FBI: Emmett Till Probe Complete

An undatedblack-and-white file of Emmett Louis Till, whose weighted down body was found in the Tallahatchie River near the Delta community of Money, Mississippi, Aug. 31, 1955. The Justice Department said Monday, May 10, 2004, it is reopening investigation of 1955 killing of Till, an early catalyst for the civil rights movement. (AP Photo/File)
The FBI says it has completed its investigation into the 1955 killing of 14-year-old Emmett Till, a brutal slaying that helped galvanize the civil rights movement.

"The investigation is done," FBI spokesman Mike Turner said Tuesday. "There's a report that's being prepared by the case agent."

The report on the reopened case is expected to be delivered before the end of the year to District Attorney Joyce Chiles of Greenville, who has said when she receives it she will decide whether to have a grand jury consider indictments.

Till, a black teenager from Chicago, was visiting relatives in Mississippi in August 1955 when he was tortured and killed, purportedly for whistling at a white woman.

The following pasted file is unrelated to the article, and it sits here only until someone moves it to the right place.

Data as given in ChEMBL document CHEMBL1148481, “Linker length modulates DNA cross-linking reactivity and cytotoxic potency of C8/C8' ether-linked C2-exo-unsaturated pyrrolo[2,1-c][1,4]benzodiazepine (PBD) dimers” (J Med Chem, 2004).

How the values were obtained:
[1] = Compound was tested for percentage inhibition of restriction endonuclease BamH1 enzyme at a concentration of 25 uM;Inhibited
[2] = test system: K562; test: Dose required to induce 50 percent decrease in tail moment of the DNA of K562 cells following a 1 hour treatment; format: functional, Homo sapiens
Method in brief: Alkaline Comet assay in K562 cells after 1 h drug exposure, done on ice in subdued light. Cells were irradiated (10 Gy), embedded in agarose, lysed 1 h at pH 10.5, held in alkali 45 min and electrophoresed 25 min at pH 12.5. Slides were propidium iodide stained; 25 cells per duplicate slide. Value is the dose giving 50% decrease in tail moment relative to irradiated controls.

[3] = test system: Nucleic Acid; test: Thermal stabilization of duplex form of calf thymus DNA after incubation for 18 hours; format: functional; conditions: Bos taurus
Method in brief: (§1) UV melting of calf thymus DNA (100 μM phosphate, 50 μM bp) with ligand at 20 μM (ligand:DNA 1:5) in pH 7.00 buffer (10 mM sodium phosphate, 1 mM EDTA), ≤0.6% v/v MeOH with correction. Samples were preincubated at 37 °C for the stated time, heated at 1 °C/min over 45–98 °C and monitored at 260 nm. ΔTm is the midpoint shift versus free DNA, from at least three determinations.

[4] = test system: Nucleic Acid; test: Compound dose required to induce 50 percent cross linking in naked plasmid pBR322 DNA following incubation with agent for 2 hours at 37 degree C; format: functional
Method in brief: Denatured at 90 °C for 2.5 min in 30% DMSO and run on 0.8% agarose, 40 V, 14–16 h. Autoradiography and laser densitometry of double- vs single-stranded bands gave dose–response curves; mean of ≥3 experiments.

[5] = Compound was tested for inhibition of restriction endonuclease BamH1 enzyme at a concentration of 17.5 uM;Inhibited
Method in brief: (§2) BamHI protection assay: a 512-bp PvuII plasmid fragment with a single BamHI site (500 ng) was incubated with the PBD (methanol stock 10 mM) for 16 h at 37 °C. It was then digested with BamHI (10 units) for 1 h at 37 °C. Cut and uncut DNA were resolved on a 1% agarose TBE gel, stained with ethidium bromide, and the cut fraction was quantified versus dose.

An all-white jury acquitted Roy Bryant and his half brother, J.W. Milam, in the killing, and the defendants have since died. Many have considered Till's death and the subsequent trial a catalyst for starting the civil rights movement.

The U.S. Justice Department reopened the case last year, prompted in part by a documentary that found errors in the original investigation and concluded that several people, some still living, were involved in Till's abduction and killing.

Alvin Sykes of Kansas City, who heads the Emmett Till Justice Campaign, praised the FBI's work.

"We firmly hope and believe the completion of this FBI investigation represents a thorough and fair investigation that was promised to (Till's mother) before she passed," he said. "We've moved one step forward to finding justice and pursuing the truth."

Till's mother, Mamie Till-Mobley of Chicago, died in 2003 at age 81.